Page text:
Social Affairs Council adopts Directive to implement part-time work agreement

At its December 1997 meeting, the Labour and Social Affairs Council adopted Directives on the implementation of the framework agreement on part-time work and on the burden of proof in sex discrimination cases, as well as extending the Directives on European Works Councils and parental leave to the UK. Ministers also adopted the Guidelines for Member States' employment policies in 1998.

Meeting in Brussels on 15 December 1997, the Council of Labour and Social Affairs Ministers unanimously adopted a Directive to implement the framework agreement on part-time work concluded by the Union of Industrial and Employers' Confederations of Europe (UNICE), the European Centre of Enterprises with Public Participation and of Enterprises of General Economic Interest (CEEP) and the European Trade Union Confederation (ETUC) on 6 June 1997 (EU9706131F). This agreement aims to institute the principle of non-discrimination for part-time workers and to facilitate the development of part-time work on a voluntary basis and to contribute to the flexible organisation of working time in a manner which takes into account the needs of employers and workers. It also seeks to ensure that the equal treatment of part-time workers in terms of pay (pro rata) and working conditions is applied, unless there are "objective reasons" for differential treatment. Clause 5 of the agreement calls upon Member States to review any obstacles which may limited opportunities for part-time work and, where appropriate, to eliminate them.

Member States now have two years to implement the Directive (EU9707139N), either through national legislation or by agreement between the social partners. In exceptional cases, three years are allowed for transposition, particularly where implementation is through a collective agreement. Implementation in the United Kingdom is subject to a different route, which applies to the implementation of all other Directives adopted under the Maastricht social policy Protocol, to which the UK is not a party. While awaiting the ratification of the Amsterdam Treaty, these Directives are to be extended to cover the UK by means of special Directives based on Article 100 of the EC Treaty. The December Council meeting saw the adoption without debate of two such Directives - extending the European Works Councils Directive (94/45/EC) and the Directive implementing the UNICE, CEEP and ETUC framework agreement on parental leave (96/34/EC).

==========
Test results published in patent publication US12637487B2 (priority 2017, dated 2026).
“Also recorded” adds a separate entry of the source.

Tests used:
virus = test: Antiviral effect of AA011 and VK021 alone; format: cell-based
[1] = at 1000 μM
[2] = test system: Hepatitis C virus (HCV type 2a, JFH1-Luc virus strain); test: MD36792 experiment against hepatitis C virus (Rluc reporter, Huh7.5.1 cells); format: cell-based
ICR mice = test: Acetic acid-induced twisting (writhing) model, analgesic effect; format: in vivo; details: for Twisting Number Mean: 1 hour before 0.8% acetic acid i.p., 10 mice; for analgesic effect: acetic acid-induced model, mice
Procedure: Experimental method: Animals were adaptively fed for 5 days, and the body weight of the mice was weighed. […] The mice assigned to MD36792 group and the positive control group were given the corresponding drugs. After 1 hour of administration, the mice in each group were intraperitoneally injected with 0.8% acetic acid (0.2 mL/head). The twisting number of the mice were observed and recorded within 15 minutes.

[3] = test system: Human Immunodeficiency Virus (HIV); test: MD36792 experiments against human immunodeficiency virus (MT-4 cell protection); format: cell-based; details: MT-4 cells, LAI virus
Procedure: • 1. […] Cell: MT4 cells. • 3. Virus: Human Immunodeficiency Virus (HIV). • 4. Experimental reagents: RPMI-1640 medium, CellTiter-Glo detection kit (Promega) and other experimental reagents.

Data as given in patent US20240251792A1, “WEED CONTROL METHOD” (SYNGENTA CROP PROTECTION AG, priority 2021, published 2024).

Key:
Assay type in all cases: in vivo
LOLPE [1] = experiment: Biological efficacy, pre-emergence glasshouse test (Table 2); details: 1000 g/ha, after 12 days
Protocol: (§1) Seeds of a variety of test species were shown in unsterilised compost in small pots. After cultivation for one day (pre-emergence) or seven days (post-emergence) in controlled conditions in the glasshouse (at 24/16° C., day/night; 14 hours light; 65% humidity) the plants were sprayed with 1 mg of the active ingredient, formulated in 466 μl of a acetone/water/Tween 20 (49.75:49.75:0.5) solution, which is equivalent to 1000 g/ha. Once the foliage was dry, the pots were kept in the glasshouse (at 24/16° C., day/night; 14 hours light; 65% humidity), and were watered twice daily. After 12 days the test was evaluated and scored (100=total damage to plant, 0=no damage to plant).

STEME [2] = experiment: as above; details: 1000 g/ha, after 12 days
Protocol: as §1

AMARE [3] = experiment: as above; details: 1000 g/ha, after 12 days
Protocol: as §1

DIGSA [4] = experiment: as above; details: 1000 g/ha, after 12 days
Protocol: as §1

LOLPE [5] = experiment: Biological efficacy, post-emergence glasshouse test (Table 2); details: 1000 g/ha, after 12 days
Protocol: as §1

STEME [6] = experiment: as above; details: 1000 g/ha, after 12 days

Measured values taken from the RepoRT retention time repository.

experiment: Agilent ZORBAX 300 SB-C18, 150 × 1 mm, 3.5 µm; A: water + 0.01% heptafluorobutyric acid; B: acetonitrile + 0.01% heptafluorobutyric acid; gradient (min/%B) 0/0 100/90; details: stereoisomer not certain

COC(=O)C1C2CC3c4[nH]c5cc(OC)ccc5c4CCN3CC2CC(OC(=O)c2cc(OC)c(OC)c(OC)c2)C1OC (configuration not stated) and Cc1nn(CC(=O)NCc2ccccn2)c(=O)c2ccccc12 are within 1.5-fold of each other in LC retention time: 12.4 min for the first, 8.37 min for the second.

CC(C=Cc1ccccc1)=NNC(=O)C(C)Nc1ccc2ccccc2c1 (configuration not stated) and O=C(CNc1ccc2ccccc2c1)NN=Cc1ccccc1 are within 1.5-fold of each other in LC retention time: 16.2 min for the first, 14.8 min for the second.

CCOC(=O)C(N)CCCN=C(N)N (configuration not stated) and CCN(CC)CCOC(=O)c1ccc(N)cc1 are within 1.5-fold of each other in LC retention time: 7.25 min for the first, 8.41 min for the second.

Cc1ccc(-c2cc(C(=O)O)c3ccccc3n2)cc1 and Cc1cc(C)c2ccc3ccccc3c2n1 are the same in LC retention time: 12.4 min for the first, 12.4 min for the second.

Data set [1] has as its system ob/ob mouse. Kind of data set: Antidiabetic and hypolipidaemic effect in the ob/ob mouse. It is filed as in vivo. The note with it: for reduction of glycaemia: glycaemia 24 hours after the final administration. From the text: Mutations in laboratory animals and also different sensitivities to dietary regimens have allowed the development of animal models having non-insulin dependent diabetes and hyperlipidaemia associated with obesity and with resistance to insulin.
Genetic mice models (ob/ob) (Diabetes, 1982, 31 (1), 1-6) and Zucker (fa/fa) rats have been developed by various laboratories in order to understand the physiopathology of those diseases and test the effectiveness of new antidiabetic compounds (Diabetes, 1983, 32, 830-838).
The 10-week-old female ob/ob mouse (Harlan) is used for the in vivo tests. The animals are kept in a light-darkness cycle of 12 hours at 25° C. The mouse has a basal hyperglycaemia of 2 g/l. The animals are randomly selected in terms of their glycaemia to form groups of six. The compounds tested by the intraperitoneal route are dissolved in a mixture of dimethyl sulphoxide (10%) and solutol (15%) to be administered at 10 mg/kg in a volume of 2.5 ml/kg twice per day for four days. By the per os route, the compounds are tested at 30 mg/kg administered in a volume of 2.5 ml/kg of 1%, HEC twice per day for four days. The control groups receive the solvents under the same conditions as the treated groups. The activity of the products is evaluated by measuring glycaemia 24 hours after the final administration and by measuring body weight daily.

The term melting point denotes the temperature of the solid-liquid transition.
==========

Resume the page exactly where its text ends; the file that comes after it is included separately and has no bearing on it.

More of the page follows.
The Council also adopted a resolution on the Guidelines for Member States' employment policies for 1998, which closely follows the draft presented by the European Commission (EU9712174N). Member States are now charged with drawing up national action plans on labour market policy, taking account of the content of these guidelines. The action plans have to be completed by 15 April 1998 and will be scrutinised at the European Council in Cardiff in June 1998.

The Ministers also adopted a Directive on the burden of proof in sex discrimination cases. This Directive places the burden of proof in cases of alleged direct or indirect discrimination on the defendant. This Directive is to be implemented by the Member States no later than 1 January 2001.

Other items on the agenda of the Labour and Social Affairs Council included debates on: the follow-up to the Davignon report on worker involvement in the European Company Statute (EU9705128N); and the White Paper on sectors and activities excluded from the working time Directive (EU9707138N).

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